3. What makes gelato in Italy more real than gelato anywhere else?

Those questions came up in a real  discussion I had with really sweet Aaron and my real sugar-pie honey-bunch Michael, last night.

Here are some other real photos I took yesterday, which I’m sweet on. Which ones are real sugar, to you?


To me, sweet spring tree blossoms look like real spun sugar. For real, a sweet stranger was taking sweet photos of those same real sugar-sweet tree blossoms yesterday, and she was sweet enough to let me take this real picture:

Sweet! Here’s more real sugar, from yesterday:


Sugars, I took those last two shots — at home, sweet, home — of two real-sugar gifts my sweet son brought back from Italy for me and my sugarpie.

What real sugar song might you sweetly choose for this Real Sugar post?

I can’t help myself from using “Sugar Pie Honey Bunch” with the Four Tops.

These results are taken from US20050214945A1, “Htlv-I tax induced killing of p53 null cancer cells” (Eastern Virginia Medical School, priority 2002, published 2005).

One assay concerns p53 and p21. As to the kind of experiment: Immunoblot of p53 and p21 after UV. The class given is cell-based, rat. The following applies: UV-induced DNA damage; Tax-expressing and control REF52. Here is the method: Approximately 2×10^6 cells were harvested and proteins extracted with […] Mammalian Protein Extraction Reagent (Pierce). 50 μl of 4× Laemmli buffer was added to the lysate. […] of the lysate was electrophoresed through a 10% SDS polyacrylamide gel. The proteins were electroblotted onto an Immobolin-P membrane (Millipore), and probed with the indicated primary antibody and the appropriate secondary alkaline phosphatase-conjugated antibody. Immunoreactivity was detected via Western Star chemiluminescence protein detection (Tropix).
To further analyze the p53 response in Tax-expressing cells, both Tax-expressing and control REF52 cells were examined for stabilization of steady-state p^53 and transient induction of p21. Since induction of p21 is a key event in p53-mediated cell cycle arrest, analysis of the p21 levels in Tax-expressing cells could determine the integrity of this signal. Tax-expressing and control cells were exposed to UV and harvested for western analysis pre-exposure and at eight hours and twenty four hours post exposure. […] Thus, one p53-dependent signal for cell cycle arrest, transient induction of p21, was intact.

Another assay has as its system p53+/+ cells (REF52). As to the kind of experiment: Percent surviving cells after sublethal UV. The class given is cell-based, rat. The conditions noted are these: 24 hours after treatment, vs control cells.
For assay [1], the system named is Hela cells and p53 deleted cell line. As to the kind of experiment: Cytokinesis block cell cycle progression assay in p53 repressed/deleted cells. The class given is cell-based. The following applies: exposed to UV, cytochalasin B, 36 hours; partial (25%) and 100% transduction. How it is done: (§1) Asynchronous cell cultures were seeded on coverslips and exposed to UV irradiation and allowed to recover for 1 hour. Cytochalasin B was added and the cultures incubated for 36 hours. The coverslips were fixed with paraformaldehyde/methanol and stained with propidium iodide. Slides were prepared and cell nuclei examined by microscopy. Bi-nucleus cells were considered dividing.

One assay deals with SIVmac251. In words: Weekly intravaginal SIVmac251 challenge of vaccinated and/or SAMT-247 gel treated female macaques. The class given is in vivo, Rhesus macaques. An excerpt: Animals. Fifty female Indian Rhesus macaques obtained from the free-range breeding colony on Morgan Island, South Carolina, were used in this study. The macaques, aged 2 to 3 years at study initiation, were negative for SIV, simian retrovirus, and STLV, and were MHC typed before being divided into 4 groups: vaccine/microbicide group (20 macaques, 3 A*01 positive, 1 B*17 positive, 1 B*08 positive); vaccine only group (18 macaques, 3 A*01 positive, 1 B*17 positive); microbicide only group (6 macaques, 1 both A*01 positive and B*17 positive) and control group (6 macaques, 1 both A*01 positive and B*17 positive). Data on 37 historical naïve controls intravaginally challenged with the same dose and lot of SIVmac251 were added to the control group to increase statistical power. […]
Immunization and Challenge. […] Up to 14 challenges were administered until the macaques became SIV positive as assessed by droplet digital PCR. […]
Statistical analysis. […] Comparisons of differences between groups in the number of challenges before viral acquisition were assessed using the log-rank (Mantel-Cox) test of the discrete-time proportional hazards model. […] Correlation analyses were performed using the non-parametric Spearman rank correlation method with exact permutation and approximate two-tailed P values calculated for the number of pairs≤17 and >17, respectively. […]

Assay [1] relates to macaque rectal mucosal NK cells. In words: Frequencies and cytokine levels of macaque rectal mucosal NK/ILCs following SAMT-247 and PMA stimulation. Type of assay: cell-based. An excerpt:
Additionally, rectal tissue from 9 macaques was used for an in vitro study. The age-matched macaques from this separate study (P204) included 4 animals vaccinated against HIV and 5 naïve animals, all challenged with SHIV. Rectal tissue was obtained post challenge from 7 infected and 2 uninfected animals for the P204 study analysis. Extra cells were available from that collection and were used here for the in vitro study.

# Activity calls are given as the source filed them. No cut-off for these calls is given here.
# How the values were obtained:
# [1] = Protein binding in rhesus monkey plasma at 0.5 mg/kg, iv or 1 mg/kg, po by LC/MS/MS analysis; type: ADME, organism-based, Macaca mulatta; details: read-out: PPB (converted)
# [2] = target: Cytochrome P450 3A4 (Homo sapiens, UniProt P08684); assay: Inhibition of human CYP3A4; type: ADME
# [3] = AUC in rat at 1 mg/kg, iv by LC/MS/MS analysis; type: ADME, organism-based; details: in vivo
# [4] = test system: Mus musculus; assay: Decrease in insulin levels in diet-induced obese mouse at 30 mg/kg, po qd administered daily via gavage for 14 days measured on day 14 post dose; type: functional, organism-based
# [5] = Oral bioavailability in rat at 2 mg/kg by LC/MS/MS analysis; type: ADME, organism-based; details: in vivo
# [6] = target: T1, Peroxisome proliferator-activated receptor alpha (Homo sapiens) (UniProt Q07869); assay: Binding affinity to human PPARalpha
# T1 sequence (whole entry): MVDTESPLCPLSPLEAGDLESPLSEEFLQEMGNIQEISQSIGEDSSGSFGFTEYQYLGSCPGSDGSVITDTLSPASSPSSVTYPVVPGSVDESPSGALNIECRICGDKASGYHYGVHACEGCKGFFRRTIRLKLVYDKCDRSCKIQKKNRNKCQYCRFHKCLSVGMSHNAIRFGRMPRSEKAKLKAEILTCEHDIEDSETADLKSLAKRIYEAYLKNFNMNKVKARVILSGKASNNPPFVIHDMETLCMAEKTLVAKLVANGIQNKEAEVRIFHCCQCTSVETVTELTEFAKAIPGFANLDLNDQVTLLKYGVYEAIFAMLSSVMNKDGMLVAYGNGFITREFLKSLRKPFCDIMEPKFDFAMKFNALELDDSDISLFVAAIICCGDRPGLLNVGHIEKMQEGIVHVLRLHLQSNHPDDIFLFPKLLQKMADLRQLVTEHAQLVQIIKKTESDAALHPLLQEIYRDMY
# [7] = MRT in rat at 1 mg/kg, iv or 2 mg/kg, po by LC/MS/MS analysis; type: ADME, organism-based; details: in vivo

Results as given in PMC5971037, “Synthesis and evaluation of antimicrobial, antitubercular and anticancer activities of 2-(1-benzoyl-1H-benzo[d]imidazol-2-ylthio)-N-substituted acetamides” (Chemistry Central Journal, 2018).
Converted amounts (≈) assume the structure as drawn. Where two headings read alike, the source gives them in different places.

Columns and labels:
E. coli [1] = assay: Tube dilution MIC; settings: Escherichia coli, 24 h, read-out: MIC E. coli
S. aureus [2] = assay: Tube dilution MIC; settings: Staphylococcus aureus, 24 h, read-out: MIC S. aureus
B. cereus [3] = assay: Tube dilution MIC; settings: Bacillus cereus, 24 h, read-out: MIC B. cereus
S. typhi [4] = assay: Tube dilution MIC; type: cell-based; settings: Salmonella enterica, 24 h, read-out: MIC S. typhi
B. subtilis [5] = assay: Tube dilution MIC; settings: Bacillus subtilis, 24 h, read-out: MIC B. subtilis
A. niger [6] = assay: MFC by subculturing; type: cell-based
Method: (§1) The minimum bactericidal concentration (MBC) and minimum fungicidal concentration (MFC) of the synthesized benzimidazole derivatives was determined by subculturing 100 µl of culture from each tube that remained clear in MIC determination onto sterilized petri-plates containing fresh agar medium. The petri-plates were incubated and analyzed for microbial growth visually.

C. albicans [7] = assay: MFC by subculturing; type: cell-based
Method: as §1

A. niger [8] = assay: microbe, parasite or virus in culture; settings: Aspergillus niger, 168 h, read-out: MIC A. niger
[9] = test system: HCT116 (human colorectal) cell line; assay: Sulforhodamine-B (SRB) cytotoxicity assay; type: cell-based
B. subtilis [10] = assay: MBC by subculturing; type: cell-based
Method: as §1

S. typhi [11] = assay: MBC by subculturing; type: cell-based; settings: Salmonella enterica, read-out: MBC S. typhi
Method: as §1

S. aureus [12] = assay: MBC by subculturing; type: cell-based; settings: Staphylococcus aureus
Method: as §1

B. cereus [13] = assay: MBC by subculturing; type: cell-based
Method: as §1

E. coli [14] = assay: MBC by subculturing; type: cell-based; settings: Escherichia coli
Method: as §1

One more sugar shot, for real, before I publish this real sugar post:

Enlightenedly real sugar (or sugar-free) gratitude to Aaron, Michael, sweet refreshments (including gelato), sugar-like flowering trees, Fenway Park, the sweet stranger with the sugar-white iPhone, Kilwin’s chocolates, real thank you’s, tulips, earrings, snow globes, the Four Tops, sugar pies, honey bunches, and you — for your sweet visit here, today.

Categories: personal growth, photojournalism | Tags: , , , , , , , , | 33 Comments

Day 843: Daily Fantasy

Yesterday, on my way to work, I saw this:

Here are some of my daily fantasies:

  • Kindness is as valued and rewarded as ambition is.
  • People have room  to experience and express tears, fears, disappointments,  AND joys.